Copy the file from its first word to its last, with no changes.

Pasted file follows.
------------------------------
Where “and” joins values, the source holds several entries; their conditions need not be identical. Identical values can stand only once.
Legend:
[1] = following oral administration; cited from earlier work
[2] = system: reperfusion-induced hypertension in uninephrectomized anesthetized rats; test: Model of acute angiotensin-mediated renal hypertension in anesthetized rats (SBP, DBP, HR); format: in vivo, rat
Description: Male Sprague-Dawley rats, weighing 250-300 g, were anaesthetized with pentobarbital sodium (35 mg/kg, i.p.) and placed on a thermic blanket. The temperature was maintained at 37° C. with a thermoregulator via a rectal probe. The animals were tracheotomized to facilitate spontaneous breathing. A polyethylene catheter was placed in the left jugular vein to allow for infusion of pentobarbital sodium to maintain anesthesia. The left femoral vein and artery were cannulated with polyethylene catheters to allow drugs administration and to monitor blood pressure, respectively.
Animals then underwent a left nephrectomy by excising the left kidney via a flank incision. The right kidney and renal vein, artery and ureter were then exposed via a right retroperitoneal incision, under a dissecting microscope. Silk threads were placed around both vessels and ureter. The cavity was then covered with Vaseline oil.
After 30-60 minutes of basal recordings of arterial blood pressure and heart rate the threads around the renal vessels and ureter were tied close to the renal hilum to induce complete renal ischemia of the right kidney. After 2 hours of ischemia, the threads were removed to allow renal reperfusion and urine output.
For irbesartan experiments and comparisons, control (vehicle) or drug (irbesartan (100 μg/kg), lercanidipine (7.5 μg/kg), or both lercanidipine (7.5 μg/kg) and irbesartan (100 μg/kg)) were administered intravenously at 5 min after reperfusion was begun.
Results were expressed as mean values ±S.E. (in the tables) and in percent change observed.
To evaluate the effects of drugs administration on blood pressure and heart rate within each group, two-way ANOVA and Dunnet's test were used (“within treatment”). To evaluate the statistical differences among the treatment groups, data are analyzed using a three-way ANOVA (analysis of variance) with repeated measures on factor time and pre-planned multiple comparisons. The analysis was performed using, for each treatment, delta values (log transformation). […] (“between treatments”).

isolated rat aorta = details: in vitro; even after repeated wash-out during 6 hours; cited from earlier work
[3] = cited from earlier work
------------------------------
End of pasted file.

Where “and” joins values, the source holds several entries; their conditions need not be identical. Identical values can stand only once.
Legend:
[1] = following oral administration; cited from earlier work
[2] = system: reperfusion-induced hypertension in uninephrectomized anesthetized rats; test: Model of acute angiotensin-mediated renal hypertension in anesthetized rats (SBP, DBP, HR); format: in vivo, rat
Description: Male Sprague-Dawley rats, weighing 250-300 g, were anaesthetized with pentobarbital sodium (35 mg/kg, i.p.) and placed on a thermic blanket. The temperature was maintained at 37° C. with a thermoregulator via a rectal probe. The animals were tracheotomized to facilitate spontaneous breathing. A polyethylene catheter was placed in the left jugular vein to allow for infusion of pentobarbital sodium to maintain anesthesia. The left femoral vein and artery were cannulated with polyethylene catheters to allow drugs administration and to monitor blood pressure, respectively.
Animals then underwent a left nephrectomy by excising the left kidney via a flank incision. The right kidney and renal vein, artery and ureter were then exposed via a right retroperitoneal incision, under a dissecting microscope. Silk threads were placed around both vessels and ureter. The cavity was then covered with Vaseline oil.
After 30-60 minutes of basal recordings of arterial blood pressure and heart rate the threads around the renal vessels and ureter were tied close to the renal hilum to induce complete renal ischemia of the right kidney. After 2 hours of ischemia, the threads were removed to allow renal reperfusion and urine output.
For irbesartan experiments and comparisons, control (vehicle) or drug (irbesartan (100 μg/kg), lercanidipine (7.5 μg/kg), or both lercanidipine (7.5 μg/kg) and irbesartan (100 μg/kg)) were administered intravenously at 5 min after reperfusion was begun.
Results were expressed as mean values ±S.E. (in the tables) and in percent change observed.
To evaluate the effects of drugs administration on blood pressure and heart rate within each group, two-way ANOVA and Dunnet's test were used (“within treatment”). To evaluate the statistical differences among the treatment groups, data are analyzed using a three-way ANOVA (analysis of variance) with repeated measures on factor time and pre-planned multiple comparisons. The analysis was performed using, for each treatment, delta values (log transformation). […] (“between treatments”).

isolated rat aorta = details: in vitro; even after repeated wash-out during 6 hours; cited from earlier work
[3] = cited from earlier work